So, at the beginning of this third attempt, everybody came in with very strong ideas about what to do. The design I came up with, and which we went with, had a unit (3 lessons) begin with an intro to a character--about 5 minutes long (and it could have been longer, but most were shortened further due to heavy editing by educational and marketing powers). Each unit's video began at a funeral, and followed one person into the community, where you are introduced to a problem they are having. After that intro, the student is asked to visit throughout the city, interviewing people who are either subject matter experts about the topic, or dramatic footage with people who knew the protagonist. They collect info, video clips, audio clips etc., and construct a suggestion for what the person should do. This suggestion is formulated in a video presentation that they create using a video editor we built into the software.
For a second part of the unit, the student goes to a "television studio"--we created it as a kind of public access cable head end--an critiques, and reedits, someone else's video report. I saw that as a kind of deconstruction of a text.
So that's it. Just Friday I heard that C.S. won the 1995 National Educational Media Competition for best educational multimedia product. Gee--and many of us survived its making!
Andrew--it looks like GUI interfaces in general are moving in just that direction, more customization possible by the user. On the other hand, I've designed some stuff for Kindergarteners and pre-Kindergarteners, and while I'd be the last one to put them in a lock-step program, they also need a structure that they can depend on. Of course, it depends on what the program is for: is it a database of images and sounds, or is it a bowling game?
Living Cinema was really a tool I designed to give me instant access to a bunch of buckets of data: analog video, digital video, text, speech, sounds, music, images, animations, and processing and sequencing functions. I wanted to do real-time experimental filmmaking. It did that, and it got me involved a lot closer with problems of interface design.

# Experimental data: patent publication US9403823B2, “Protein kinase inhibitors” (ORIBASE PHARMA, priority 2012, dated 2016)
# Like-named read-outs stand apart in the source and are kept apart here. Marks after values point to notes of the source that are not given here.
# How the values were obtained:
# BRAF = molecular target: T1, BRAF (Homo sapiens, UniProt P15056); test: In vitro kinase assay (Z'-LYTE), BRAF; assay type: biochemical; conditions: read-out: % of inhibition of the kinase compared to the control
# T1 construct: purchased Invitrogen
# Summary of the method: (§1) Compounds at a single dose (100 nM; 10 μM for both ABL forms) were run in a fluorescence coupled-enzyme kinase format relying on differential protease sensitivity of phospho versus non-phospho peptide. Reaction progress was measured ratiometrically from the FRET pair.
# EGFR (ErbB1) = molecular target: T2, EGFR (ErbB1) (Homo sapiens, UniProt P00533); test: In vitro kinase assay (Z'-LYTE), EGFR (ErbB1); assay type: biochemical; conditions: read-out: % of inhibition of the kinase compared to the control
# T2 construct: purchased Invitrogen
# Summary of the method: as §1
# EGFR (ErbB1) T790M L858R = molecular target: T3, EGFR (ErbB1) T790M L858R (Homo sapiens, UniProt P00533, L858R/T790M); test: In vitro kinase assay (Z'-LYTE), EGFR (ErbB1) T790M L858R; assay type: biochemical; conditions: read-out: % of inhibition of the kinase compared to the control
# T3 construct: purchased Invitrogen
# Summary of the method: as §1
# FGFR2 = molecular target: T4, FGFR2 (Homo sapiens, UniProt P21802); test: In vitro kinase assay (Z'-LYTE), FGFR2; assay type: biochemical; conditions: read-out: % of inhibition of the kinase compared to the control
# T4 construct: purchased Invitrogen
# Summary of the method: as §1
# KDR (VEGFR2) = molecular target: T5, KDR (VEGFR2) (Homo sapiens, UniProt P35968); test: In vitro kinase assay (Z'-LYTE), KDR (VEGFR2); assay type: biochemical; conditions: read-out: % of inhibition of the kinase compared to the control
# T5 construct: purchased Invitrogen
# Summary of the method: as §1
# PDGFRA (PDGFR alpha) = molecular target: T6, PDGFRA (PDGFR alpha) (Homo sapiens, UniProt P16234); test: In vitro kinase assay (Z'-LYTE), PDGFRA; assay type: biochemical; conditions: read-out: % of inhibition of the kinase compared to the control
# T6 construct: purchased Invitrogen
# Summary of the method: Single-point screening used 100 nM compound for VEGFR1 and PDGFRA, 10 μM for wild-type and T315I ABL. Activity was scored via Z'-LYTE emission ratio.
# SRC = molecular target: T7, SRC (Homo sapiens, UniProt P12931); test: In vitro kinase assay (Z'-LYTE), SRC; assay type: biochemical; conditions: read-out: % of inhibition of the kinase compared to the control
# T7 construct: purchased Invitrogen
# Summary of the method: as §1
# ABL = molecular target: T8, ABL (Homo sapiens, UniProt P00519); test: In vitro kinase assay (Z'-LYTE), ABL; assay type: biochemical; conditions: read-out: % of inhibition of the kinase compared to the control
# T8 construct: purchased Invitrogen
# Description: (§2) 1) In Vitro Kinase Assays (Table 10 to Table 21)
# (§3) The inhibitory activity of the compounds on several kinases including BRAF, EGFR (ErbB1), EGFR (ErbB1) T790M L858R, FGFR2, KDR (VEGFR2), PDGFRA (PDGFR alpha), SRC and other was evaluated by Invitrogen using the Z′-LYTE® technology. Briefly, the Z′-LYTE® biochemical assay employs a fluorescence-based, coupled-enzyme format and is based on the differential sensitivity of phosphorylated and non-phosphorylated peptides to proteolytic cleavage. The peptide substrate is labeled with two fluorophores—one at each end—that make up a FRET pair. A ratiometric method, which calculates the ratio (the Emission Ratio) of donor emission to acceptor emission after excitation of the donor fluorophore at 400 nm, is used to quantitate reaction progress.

So--has anyone downloaded the SAND quicktime file? Or had problems doing so?
I wasn't home when the fedex man came with the video and now since I'll be in Davis tommorrow, I'I'll have to wait til thursday :-(
But looking forward to it then!
I'm about to ftp the video over & will coordinate w/Judy on installation. Back in a few (I think) to get into the conversation again.
more than a few, after all :-)
Bob's .mov file is now on Arts Wire, but am still getting an error message when I try to call it up in Netscape. I think it's a ContentType problem....since permissions are set to world-readable. In any case, this should be working soon. Will let you know for sure.
Judy, Tom Mandel died of lung cancer I believe. It was a long time coming. There is a bittersweet twist to the story, too...on April Fool's Day, Tom & <nana> were married at last.
I'm off to bed...
Beth Kanter Arts Wire
.mov files and TMN's gnserver have a history of error messages.
They have tweaked the server configs -- so I hope the following will work
for you: Name=Bob's Movie
Beth Kanter Arts Wire
If this doesn't do the trick, let me know.
Just watched Bob's tape
How computers dream about truth in cinema
Thought it was great!
It does something well that is very difficult -
combining of words sound images where they all have equal weight
where they work independently but together.
There is rectangular central moving image of sand manipulated/moved (I liked the child's hands in the sand the best)